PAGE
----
Shopify is great, and provides really good software, but it concerns me when a company announces something new, only to have approached it from a bizarre angle. There are established best practices for API design, and I'm not sure that Shopify's approach follows this.
Your new URL format is:
First, this was flawed from the very beginning by attaching API requests to the same hostname as the entire storefront. Instead, if you had a parallel setup, it gives you the opportunity to distribute load across hosts.
For example, you could have introduced this format:
For example, the "endpoint" is technically "/admin/products.json", not just "products.json", because you could have a products endpoint in several scopes, therefore the scope defines the full endpoint for that resource.
Oh well. What's done is done.
Solved! Go to the solution
Hi, I’m happy to provide a bit of clarification. While there are definitely cons to the approach we took, the trade-offs we made were very deliberate:
Thanks for your response. Glad to hear that requirements like load-balancing are accounted for.
I currently use Shopify POS to run my small business and still find some requests during the checkout phase to be much slower than they need to be. I build web applications, with a heavy focus on performance, so I know the checkout could be faster. So I ask myself - "are they overburdening their systems and that's causing the slowdown?". Maybe it was an assumption, but I when I look at the versioned API URL design, it added weight to my theory. As a developer, I take a heavily-distributed approach from the onset to avoid the need to layer on load-balancing on top of the application. Requests are handled by smaller purposeful hosts, and I was hoping that was designed into updated Shopify's API.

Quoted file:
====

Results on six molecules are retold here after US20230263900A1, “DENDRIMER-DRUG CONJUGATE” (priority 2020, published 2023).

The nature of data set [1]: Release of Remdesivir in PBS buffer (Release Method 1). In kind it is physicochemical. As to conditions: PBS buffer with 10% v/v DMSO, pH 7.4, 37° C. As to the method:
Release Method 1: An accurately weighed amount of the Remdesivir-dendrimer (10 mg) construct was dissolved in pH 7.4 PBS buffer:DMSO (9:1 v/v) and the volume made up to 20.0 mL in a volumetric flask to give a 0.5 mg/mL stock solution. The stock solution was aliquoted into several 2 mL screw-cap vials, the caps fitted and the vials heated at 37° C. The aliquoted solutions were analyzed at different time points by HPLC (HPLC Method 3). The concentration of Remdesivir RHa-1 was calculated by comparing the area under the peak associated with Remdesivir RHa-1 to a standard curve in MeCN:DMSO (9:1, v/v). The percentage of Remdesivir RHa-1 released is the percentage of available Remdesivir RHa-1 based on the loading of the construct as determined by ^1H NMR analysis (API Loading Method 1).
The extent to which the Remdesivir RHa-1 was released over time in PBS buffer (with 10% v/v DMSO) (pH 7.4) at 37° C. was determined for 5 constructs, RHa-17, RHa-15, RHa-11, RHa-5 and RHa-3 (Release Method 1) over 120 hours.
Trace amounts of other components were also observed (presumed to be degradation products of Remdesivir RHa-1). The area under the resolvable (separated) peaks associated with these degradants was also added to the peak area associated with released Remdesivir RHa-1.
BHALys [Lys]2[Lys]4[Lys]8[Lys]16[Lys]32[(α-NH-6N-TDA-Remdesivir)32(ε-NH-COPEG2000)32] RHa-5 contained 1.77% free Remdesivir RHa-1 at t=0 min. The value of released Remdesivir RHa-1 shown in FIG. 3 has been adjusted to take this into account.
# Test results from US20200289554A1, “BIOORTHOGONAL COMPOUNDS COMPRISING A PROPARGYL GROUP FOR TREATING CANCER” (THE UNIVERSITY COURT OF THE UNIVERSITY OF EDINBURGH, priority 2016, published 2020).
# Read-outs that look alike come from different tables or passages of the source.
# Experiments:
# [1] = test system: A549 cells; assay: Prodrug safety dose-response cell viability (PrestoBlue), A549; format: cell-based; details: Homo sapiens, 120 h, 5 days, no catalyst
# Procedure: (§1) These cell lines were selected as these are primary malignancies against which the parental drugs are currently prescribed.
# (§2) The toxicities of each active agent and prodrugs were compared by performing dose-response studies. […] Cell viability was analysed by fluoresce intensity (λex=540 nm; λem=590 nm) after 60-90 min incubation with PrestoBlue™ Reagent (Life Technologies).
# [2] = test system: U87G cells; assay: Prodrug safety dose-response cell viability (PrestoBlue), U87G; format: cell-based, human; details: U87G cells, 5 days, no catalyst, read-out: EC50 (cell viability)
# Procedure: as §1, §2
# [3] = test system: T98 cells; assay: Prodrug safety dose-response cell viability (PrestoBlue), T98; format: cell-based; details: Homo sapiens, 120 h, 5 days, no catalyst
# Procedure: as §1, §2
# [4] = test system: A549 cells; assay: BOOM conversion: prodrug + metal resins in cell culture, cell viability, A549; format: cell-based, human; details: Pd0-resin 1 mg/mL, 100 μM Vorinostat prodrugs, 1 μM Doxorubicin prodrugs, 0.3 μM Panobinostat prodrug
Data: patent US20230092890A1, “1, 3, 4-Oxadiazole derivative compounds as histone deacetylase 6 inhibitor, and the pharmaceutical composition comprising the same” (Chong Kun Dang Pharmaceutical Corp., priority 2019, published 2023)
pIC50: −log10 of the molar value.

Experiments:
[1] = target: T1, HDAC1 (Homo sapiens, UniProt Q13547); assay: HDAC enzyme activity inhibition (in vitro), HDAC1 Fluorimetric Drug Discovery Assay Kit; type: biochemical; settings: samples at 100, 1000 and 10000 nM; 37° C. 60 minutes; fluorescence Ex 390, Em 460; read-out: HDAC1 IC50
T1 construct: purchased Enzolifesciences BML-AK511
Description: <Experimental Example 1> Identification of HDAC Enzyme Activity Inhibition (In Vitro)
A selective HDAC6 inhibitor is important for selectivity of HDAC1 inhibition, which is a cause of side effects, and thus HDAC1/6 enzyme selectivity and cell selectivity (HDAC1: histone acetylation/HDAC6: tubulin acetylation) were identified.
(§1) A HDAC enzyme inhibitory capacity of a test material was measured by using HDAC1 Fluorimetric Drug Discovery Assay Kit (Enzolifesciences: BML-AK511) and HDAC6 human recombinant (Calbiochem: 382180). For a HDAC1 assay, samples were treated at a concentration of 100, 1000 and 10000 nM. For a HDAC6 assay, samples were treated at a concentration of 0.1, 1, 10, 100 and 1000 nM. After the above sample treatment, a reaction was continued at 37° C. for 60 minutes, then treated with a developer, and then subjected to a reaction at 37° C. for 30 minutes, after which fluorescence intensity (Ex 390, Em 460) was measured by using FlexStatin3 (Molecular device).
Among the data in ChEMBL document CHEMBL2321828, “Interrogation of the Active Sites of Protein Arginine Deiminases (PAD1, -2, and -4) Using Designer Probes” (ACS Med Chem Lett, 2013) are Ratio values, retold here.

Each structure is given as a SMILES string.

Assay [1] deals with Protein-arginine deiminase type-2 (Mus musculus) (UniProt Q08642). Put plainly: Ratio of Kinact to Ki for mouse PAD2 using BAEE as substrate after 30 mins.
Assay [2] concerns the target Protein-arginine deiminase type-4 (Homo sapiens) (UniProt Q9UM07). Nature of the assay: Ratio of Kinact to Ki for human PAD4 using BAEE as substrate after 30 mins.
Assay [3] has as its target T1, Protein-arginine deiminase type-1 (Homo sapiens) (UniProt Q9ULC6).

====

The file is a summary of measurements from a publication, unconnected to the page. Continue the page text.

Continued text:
Regarding the location of the version, I understand your reason, but you also need to understand that REST is designed around URIs that point to specific resources. You have deviated slightly from that by calling just the segment(s) of the URI *after* the version segment the endpoint. Technically, the /admin/ is also part of the resource URI since it belongs with the /product segment. There could be multiple product-type resources, and therefore the /admin gives scope. However, now the version number splits those segments up, suggesting each version of a product is a different resource? Your design just complicates the URI more than it needed to be. That's all.
Thanks for your hard work nonetheless. :)
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